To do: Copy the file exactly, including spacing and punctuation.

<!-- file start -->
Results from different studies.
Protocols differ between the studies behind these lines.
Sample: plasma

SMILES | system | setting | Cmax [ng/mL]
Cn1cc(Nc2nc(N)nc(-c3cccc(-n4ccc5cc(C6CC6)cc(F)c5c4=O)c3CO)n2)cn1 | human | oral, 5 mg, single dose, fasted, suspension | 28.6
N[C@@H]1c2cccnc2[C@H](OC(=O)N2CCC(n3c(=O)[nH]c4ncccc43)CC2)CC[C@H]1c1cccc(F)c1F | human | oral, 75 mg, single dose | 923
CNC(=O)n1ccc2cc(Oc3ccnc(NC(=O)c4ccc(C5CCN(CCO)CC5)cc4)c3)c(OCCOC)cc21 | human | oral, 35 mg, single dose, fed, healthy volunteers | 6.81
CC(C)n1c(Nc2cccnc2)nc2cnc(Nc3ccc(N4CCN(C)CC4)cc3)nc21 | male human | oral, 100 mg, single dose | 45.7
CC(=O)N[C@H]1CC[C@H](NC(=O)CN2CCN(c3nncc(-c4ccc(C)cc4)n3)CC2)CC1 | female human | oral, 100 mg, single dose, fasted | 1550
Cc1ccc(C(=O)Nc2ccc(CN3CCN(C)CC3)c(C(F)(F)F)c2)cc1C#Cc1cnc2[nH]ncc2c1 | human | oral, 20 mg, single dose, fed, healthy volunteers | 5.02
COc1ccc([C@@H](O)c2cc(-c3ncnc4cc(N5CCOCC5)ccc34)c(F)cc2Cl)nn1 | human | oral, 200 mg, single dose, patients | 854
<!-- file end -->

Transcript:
Results from different studies.
Protocols differ between the studies behind these lines.
Sample: plasma

SMILES | system | setting | Cmax [ng/mL]
Cn1cc(Nc2nc(N)nc(-c3cccc(-n4ccc5cc(C6CC6)cc(F)c5c4=O)c3CO)n2)cn1 | human | oral, 5 mg, single dose, fasted, suspension | 28.6
N[C@@H]1c2cccnc2[C@H](OC(=O)N2CCC(n3c(=O)[nH]c4ncccc43)CC2)CC[C@H]1c1cccc(F)c1F | human | oral, 75 mg, single dose | 923
CNC(=O)n1ccc2cc(Oc3ccnc(NC(=O)c4ccc(C5CCN(CCO)CC5)cc4)c3)c(OCCOC)cc21 | human | oral, 35 mg, single dose, fed, healthy volunteers | 6.81
CC(C)n1c(Nc2cccnc2)nc2cnc(Nc3ccc(N4CCN(C)CC4)cc3)nc21 | male human | oral, 100 mg, single dose | 45.7
CC(=O)N[C@H]1CC[C@H](NC(=O)CN2CCN(c3nncc(-c4ccc(C)cc4)n3)CC2)CC1 | female human | oral, 100 mg, single dose, fasted | 1550
Cc1ccc(C(=O)Nc2ccc(CN3CCN(C)CC3)c(C(F)(F)F)c2)cc1C#Cc1cnc2[nH]ncc2c1 | human | oral, 20 mg, single dose, fed, healthy volunteers | 5.02
COc1ccc([C@@H](O)c2cc(-c3ncnc4cc(N5CCOCC5)ccc34)c(F)cc2Cl)nn1 | human | oral, 200 mg, single dose, patients | 854